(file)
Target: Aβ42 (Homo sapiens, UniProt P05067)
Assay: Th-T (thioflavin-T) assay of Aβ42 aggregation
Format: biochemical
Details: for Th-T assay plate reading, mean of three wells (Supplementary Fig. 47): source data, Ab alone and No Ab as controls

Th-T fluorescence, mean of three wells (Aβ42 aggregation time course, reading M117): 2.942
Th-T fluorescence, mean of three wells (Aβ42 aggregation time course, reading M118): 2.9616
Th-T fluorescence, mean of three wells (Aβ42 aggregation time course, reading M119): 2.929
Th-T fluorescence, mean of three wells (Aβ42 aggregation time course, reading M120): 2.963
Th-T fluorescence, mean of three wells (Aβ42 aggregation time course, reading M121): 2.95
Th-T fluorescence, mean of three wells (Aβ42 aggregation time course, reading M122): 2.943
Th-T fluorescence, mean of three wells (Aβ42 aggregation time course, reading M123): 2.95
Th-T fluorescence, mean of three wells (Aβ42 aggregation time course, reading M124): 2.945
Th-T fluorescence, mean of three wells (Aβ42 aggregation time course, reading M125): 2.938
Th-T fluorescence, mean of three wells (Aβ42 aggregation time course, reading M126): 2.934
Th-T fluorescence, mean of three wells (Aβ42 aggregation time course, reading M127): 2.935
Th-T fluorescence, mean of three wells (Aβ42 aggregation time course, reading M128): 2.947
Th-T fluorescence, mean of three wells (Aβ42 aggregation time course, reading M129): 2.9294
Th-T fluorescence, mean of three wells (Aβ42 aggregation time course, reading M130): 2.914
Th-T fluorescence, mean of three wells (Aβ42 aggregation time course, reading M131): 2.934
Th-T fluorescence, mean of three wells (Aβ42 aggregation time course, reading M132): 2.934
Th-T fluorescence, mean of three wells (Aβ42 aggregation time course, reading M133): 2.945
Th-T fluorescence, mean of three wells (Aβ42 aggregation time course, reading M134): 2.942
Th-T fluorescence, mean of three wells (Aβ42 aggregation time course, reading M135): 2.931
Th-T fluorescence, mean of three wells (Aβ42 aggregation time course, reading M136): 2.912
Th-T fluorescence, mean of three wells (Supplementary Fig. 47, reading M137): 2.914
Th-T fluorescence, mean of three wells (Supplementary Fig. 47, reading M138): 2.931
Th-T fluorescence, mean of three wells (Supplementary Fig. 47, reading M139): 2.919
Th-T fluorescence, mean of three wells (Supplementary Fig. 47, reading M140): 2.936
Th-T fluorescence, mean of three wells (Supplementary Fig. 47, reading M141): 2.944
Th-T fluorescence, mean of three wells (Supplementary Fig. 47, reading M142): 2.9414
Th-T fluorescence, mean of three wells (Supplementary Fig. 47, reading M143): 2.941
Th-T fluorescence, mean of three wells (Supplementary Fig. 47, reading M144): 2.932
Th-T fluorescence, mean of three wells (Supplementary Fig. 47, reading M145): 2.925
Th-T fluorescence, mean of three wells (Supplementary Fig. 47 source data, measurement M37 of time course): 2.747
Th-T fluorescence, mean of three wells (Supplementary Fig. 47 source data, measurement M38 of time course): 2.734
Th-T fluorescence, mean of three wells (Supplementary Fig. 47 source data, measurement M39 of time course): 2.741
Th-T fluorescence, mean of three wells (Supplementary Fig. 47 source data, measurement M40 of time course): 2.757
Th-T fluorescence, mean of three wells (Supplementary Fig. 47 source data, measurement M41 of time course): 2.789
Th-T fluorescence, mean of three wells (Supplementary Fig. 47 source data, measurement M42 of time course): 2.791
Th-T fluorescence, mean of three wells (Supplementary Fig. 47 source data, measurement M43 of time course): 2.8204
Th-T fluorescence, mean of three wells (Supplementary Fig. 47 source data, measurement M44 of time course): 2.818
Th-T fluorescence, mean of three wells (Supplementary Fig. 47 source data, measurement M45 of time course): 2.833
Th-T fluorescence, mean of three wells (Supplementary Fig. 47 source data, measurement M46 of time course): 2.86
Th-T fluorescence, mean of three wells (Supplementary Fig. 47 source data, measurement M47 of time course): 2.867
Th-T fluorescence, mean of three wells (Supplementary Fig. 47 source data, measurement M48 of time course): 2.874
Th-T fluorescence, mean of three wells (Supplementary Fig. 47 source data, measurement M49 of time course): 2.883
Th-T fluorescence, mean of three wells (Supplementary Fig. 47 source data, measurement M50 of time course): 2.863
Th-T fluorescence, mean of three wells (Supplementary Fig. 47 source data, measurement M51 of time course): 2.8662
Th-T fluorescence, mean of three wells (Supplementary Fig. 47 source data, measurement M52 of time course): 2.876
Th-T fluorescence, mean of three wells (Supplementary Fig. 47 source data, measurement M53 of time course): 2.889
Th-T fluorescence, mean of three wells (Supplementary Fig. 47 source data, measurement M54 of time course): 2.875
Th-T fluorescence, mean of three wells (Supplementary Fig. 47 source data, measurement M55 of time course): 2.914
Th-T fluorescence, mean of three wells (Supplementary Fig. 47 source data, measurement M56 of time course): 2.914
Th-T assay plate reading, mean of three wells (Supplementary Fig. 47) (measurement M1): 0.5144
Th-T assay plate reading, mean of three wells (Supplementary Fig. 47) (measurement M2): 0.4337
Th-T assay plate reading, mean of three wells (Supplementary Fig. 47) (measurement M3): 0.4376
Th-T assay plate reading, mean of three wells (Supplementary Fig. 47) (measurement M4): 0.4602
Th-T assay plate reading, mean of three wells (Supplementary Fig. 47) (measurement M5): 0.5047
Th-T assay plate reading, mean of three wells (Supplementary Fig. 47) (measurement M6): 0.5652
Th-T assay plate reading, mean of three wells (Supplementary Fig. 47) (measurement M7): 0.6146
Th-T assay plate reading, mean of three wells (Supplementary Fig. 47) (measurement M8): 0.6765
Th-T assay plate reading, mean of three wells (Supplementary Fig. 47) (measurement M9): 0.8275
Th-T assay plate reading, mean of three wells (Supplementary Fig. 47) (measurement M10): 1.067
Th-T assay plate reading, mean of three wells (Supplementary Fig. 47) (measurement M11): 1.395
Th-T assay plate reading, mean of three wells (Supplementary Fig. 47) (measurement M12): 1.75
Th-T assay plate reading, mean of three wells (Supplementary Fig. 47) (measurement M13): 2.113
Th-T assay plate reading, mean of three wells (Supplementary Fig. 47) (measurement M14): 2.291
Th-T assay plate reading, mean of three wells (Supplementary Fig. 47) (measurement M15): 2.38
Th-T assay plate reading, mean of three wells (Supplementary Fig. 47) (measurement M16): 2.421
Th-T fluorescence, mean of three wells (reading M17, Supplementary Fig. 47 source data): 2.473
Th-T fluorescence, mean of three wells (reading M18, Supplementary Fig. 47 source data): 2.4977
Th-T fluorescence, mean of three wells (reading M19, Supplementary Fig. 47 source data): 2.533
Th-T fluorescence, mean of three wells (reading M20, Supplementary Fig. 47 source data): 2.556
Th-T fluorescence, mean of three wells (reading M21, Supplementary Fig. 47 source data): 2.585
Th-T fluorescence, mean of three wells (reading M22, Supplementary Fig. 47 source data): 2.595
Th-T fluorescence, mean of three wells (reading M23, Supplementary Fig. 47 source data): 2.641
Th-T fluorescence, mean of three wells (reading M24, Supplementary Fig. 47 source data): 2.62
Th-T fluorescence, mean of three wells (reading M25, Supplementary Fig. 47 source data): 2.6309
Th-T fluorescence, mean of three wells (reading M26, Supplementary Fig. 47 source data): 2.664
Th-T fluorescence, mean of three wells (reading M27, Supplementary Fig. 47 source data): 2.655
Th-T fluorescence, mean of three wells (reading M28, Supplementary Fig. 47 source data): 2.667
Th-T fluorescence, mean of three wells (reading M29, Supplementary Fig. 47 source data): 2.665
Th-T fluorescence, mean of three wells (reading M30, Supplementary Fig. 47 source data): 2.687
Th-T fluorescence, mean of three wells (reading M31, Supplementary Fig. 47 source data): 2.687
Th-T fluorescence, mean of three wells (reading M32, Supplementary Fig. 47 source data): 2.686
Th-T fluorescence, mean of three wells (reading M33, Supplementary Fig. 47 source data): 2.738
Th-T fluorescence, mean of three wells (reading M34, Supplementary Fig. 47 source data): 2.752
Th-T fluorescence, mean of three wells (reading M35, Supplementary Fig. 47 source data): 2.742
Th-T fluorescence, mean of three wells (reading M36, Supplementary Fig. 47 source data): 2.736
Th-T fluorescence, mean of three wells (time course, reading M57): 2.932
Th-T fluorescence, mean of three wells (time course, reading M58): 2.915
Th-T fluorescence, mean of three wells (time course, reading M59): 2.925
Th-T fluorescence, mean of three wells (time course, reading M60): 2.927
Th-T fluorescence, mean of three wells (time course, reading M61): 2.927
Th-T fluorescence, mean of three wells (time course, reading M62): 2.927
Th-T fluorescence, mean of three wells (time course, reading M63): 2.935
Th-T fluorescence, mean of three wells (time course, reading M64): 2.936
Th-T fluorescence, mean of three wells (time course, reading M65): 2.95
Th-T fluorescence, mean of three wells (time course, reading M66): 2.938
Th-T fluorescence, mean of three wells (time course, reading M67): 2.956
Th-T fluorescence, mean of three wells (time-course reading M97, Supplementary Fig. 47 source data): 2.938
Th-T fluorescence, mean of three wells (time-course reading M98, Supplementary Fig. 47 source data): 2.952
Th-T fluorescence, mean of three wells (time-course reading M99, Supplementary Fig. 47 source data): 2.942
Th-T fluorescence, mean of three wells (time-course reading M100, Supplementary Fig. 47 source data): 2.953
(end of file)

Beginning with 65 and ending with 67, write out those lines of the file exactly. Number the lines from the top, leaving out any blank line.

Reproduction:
Th-T assay plate reading, mean of three wells (Supplementary Fig. 47) (measurement M12): 1.75
Th-T assay plate reading, mean of three wells (Supplementary Fig. 47) (measurement M13): 2.113
Th-T assay plate reading, mean of three wells (Supplementary Fig. 47) (measurement M14): 2.291